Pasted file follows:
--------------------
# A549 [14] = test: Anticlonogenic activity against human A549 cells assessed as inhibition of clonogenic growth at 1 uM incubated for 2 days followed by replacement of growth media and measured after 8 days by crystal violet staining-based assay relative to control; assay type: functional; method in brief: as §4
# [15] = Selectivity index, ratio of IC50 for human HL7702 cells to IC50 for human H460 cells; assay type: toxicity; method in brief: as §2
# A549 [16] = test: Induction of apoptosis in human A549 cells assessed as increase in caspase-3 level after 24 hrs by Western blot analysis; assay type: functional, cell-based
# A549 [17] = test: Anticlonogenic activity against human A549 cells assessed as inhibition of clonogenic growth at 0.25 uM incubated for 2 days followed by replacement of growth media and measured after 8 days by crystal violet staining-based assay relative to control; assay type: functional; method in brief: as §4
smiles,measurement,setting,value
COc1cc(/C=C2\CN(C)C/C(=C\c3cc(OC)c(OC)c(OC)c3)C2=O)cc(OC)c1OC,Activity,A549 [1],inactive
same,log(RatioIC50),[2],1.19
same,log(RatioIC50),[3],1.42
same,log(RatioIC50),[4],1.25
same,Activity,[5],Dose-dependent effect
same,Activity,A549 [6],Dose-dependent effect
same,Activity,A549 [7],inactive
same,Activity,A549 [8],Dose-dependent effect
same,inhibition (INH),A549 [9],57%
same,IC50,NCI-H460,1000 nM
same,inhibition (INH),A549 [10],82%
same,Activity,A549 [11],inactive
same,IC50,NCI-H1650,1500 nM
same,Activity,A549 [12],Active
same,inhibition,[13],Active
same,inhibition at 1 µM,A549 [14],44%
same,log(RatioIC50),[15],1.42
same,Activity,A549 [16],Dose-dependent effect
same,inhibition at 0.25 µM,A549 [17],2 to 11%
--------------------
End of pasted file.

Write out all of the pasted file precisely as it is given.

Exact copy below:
# A549 [14] = test: Anticlonogenic activity against human A549 cells assessed as inhibition of clonogenic growth at 1 uM incubated for 2 days followed by replacement of growth media and measured after 8 days by crystal violet staining-based assay relative to control; assay type: functional; method in brief: as §4
# [15] = Selectivity index, ratio of IC50 for human HL7702 cells to IC50 for human H460 cells; assay type: toxicity; method in brief: as §2
# A549 [16] = test: Induction of apoptosis in human A549 cells assessed as increase in caspase-3 level after 24 hrs by Western blot analysis; assay type: functional, cell-based
# A549 [17] = test: Anticlonogenic activity against human A549 cells assessed as inhibition of clonogenic growth at 0.25 uM incubated for 2 days followed by replacement of growth media and measured after 8 days by crystal violet staining-based assay relative to control; assay type: functional; method in brief: as §4
smiles,measurement,setting,value
COc1cc(/C=C2\CN(C)C/C(=C\c3cc(OC)c(OC)c(OC)c3)C2=O)cc(OC)c1OC,Activity,A549 [1],inactive
same,log(RatioIC50),[2],1.19
same,log(RatioIC50),[3],1.42
same,log(RatioIC50),[4],1.25
same,Activity,[5],Dose-dependent effect
same,Activity,A549 [6],Dose-dependent effect
same,Activity,A549 [7],inactive
same,Activity,A549 [8],Dose-dependent effect
same,inhibition (INH),A549 [9],57%
same,IC50,NCI-H460,1000 nM
same,inhibition (INH),A549 [10],82%
same,Activity,A549 [11],inactive
same,IC50,NCI-H1650,1500 nM
same,Activity,A549 [12],Active
same,inhibition,[13],Active
same,inhibition at 1 µM,A549 [14],44%
same,log(RatioIC50),[15],1.42
same,Activity,A549 [16],Dose-dependent effect
same,inhibition at 0.25 µM,A549 [17],2 to 11%